An oxymoron? It may appear that way unless you are the subject of an SEC investigation. The regulatory defense practice area at our firm has seen a significant uptick in activity over the last few years, which was inevitable following: i) the Madoff and Stanford ordeals as the SEC attempts to uncover potential frauds and other wrongdoing earlier and prove itself; and ii) subpoena power being given to the local SEC branch offices (getting rid of the necessity of going back to the Washington D.C. office for all subpoenas like it used to be). However, like most things that become more expansive, the increase in regulatory actions brought by the SEC is capturing more and lesser actions and people than what used to be subject to SEC actions. With this expansion there is the greater chance that innocent parties will be subject to an SEC action. In these cases the hope is innocent parties can exonerate themselves in the end or at some point in the process and, in theory, that is how the system should work. However, the problem that arises for anyone facing a regulatory action is that the person faces the prospect of a lengthy, stressful, time-consuming, and possibly expensive process. In some cases the prudent course of action may be to “plead” to a very low allegation with a minor penalty, without admitting or denying any allegations, in order to avoid the process where anything can happen, regardless of fault.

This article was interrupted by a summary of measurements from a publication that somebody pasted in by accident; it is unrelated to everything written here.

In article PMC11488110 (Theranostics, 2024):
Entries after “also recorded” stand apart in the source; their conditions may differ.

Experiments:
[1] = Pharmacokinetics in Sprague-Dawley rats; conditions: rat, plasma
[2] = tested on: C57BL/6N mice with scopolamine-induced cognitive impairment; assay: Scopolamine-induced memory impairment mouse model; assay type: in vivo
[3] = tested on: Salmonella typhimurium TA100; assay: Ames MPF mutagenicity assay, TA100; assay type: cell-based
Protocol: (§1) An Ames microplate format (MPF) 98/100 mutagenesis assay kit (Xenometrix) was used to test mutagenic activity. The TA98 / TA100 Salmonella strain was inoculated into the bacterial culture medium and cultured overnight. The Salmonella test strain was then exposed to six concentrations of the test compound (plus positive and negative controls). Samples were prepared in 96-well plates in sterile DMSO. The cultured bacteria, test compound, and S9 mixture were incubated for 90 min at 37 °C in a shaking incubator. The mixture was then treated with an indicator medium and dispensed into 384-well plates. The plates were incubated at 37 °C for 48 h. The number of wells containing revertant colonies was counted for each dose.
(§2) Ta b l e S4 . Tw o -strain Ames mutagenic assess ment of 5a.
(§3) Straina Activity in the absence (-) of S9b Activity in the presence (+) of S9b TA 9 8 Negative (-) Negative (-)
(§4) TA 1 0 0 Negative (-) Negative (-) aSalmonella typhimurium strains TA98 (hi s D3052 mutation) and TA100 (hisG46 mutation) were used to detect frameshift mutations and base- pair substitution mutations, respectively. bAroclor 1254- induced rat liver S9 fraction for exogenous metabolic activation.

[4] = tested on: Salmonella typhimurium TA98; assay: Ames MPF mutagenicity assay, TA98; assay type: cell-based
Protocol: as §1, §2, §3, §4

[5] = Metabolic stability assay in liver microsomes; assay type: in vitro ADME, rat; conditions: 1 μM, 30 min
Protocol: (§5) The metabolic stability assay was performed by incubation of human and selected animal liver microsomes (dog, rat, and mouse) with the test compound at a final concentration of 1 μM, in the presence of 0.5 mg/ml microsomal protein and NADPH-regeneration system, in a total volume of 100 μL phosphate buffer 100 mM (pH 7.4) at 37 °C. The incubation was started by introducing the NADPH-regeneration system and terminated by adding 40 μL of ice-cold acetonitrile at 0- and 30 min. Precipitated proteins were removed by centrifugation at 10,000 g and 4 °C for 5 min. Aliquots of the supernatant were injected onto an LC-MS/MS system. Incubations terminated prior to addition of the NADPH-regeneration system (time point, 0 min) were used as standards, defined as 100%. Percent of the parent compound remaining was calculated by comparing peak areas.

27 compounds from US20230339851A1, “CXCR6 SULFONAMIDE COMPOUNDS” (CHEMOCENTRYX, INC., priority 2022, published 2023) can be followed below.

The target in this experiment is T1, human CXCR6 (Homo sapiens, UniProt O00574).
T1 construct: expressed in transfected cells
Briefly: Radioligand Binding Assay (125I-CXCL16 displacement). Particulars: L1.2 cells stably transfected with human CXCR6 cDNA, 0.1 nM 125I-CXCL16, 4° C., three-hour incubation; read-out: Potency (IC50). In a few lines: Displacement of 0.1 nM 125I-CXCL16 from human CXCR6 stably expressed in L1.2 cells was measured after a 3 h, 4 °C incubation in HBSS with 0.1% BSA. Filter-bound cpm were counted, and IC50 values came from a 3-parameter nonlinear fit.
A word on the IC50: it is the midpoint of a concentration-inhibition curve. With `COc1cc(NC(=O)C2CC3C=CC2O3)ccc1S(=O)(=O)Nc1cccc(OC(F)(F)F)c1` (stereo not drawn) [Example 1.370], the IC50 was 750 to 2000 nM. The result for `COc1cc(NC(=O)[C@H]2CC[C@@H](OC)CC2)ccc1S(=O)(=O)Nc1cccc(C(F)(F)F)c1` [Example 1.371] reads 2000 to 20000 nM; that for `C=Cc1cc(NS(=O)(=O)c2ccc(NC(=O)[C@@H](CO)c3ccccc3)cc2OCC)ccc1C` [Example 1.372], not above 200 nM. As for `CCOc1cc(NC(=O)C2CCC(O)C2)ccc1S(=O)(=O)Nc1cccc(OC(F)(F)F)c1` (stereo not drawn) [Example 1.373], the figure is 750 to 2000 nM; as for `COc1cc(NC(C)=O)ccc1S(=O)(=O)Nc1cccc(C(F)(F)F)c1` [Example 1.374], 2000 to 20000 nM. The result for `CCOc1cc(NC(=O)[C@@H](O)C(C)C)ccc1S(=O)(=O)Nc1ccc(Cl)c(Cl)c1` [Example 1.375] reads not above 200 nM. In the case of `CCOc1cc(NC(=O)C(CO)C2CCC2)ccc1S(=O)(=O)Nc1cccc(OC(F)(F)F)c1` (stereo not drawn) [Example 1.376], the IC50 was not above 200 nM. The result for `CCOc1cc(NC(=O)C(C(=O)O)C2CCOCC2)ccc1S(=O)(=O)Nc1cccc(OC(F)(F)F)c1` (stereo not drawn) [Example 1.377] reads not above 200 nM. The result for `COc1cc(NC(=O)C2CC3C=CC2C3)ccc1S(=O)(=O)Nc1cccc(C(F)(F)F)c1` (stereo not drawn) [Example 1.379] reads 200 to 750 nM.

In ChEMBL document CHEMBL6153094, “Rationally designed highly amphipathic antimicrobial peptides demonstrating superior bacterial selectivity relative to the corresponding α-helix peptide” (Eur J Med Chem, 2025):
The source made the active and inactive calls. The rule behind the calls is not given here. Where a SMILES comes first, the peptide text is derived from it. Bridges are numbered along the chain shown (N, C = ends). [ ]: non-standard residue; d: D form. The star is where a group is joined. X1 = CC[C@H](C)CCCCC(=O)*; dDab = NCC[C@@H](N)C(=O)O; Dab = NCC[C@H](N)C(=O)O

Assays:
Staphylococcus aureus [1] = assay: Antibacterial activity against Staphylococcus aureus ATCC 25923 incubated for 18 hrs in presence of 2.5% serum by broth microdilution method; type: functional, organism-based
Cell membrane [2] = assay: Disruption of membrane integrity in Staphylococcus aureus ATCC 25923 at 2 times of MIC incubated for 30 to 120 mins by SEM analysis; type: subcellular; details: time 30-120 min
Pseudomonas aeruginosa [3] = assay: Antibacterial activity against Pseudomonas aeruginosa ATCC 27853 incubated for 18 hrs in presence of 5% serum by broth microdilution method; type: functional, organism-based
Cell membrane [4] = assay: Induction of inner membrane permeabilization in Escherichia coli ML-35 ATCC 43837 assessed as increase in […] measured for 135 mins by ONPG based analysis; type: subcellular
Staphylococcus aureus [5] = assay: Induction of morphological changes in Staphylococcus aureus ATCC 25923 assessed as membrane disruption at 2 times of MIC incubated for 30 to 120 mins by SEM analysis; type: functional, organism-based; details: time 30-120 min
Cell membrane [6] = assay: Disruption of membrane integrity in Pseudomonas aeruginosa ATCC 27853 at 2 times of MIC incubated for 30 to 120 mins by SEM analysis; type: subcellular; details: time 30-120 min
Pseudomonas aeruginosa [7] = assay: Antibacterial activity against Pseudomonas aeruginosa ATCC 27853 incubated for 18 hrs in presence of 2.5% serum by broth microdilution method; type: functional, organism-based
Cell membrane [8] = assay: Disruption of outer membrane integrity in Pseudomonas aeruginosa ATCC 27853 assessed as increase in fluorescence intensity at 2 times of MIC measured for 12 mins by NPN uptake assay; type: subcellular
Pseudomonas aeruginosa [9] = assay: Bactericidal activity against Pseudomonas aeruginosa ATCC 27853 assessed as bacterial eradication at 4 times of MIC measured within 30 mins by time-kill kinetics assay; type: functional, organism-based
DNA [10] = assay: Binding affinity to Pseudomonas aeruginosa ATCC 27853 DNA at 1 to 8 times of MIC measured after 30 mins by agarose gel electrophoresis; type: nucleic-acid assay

This is where the problem arises for those wrongfully involved in SEC regulatory investigations. There are two components to the problem. The first issue is the way the SEC categorizes violations. The lowest level of SEC allegations and settlements are: i) an officer and director bar, which is a 5-year, 10-year or permanent ban from acting as an officer or director of a public company, ii) a “102(e) bar”, which is applicable to accountants and prohibits them from practicing before the SEC for some period of time (typically 2 or 3 years), and iii) a cease and desist from violating certain securities laws in the future (it could name specific securities laws or just a general cease and desist without naming specific securities laws). Therefore, a person accused by the SEC of a securities law violation could plead to a low level penalty and possibly just have a one year 102(e) ban or possibly even just a cease-and-desist with no ban from being an officer, director or accountant for a public company. If this were the only penalty it would likely be an acceptable tradeoff for some who wish to avoid the SEC investigatory process and possible litigation due to cost, stress and time. However, this leads to the second problem, which is how the SEC settlements are announced. The process for all SEC regulatory actions that are “pled out” is to file a complaint against the individual and then immediately enter into the settlement agreement and announce it publicly. Therefore, although the subject of the investigation may have only pled to a low-level allegation with a comparatively low penalty without admitting or denying any of the allegations, and only be prohibited from practicing before the SEC for a period of time or possibly not at all, because the allegations are public and on the internet for all-time for all to see the punishment can act as a permanent bar. In this day and age of intense scrutiny and the risks related to hiring an individual with a past historical violation, even if a person only pled to an SEC investigation to avoid the time, stress and expense of litigation, a short ban or even just a cease and desist could in essence be a lifetime ban from being an officer or director of a public company. This is a very important factor for those facing SEC regulatory investigations to consider prior to determining how best to handle any actions brought by the SEC.